Can "just" and "already" be used with past tense and with a specific time? Example 1 I just met her five hours ago. Example 2 I already told her about the party five hours ago.
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1 answer
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The party caused a mess in the common area. The school asked us "to do the party elsewhere next time." - does this make sense?

Example 1 The party caused a mess in the common area. The school asked us to do the party elsewhere next time. Even though the word "ask" is past tense, what the school asked for (the part ...
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-1 votes
1 answer
28 views

Meaning of "within a period of not more than one month preceding the date of expiry"? [closed]

I have to renew a license and the rule states that "the application has to be submitted within a period of not more than one month preceding the date of expiry". So the date of expiry is ...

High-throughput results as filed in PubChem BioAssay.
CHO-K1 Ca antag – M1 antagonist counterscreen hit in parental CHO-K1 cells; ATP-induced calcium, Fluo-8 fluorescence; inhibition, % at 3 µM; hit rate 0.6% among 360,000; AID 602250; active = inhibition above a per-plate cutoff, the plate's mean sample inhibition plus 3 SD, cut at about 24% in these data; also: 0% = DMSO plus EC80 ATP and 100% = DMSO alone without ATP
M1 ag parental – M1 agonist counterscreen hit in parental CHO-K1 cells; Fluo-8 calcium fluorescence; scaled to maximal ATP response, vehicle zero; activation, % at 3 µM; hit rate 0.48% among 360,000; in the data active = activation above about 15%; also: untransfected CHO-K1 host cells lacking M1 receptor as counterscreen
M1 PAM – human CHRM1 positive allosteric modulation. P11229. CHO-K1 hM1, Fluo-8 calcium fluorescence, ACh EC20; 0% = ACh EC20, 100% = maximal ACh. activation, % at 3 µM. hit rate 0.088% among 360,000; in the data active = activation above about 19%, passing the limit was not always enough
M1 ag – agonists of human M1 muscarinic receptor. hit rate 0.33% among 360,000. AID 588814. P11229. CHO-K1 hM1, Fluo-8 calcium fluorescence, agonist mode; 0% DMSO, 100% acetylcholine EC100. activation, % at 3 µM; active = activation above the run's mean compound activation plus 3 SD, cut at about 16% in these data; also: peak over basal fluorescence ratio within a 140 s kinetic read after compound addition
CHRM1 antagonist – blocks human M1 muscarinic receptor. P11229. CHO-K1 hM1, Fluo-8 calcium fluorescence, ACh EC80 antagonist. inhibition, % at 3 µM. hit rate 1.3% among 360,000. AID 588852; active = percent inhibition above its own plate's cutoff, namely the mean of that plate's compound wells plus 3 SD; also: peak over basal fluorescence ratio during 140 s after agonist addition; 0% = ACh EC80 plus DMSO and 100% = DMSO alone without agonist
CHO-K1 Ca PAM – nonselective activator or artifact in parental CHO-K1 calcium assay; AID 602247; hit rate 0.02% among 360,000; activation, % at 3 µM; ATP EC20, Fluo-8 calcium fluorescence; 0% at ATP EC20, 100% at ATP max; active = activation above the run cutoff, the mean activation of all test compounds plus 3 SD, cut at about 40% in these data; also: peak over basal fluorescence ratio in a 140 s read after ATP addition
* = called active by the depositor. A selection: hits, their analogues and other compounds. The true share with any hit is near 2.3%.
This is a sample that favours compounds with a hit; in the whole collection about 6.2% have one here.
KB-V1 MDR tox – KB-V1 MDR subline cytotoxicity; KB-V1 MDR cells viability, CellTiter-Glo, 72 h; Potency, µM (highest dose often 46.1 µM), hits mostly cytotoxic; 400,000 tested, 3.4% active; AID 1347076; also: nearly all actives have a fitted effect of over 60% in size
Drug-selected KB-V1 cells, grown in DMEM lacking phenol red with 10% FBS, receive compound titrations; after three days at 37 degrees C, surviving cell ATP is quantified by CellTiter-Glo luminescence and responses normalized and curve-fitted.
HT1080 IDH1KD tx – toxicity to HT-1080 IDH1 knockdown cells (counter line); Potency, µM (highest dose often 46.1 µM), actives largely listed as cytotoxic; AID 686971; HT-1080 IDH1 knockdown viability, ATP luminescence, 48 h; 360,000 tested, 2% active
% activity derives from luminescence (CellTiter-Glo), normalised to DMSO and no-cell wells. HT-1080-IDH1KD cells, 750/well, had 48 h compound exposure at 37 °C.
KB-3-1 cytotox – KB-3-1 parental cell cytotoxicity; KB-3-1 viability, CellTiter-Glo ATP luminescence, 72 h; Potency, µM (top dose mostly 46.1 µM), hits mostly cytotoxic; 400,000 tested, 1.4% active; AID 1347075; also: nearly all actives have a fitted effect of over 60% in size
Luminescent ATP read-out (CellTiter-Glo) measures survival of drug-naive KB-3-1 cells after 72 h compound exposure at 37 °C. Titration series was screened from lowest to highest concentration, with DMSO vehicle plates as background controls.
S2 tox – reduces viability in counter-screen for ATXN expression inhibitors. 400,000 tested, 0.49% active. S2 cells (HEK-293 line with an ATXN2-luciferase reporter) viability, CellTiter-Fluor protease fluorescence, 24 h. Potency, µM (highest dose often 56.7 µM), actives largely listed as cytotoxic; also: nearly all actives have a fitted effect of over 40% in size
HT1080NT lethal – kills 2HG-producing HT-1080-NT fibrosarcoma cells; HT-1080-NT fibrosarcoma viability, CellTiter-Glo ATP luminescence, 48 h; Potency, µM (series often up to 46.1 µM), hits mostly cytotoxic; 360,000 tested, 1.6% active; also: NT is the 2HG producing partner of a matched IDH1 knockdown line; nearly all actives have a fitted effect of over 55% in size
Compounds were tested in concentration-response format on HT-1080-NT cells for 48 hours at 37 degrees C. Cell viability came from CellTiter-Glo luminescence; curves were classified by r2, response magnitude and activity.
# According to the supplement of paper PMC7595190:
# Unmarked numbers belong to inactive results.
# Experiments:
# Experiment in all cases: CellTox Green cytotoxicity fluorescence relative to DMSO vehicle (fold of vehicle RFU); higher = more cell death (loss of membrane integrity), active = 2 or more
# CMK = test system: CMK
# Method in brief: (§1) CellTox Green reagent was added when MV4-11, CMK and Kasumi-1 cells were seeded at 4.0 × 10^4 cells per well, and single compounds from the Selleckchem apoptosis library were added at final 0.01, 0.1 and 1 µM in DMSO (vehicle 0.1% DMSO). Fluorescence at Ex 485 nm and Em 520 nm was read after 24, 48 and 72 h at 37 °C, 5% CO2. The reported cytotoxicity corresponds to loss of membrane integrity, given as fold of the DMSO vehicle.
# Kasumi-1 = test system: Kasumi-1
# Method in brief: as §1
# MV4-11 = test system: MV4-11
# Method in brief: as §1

0 votes
1 answer
35 views

Why has the author chosen future in a clause time?

may be I'll get to you some day until then I'll keep on walking through the rain. he will play until he arrives Both are clause time, why has the author chosen future for the verb in the first ...
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2 votes
2 answers
195 views

The pictures I sent were horrible or the pictures I sent are horrible? Which one is correct and why?

The pictures I sent were horrible or The pictures I sent are horrible Which is correct and why? If I use "were "does it mean that in the present time the pictures are no longer horrible?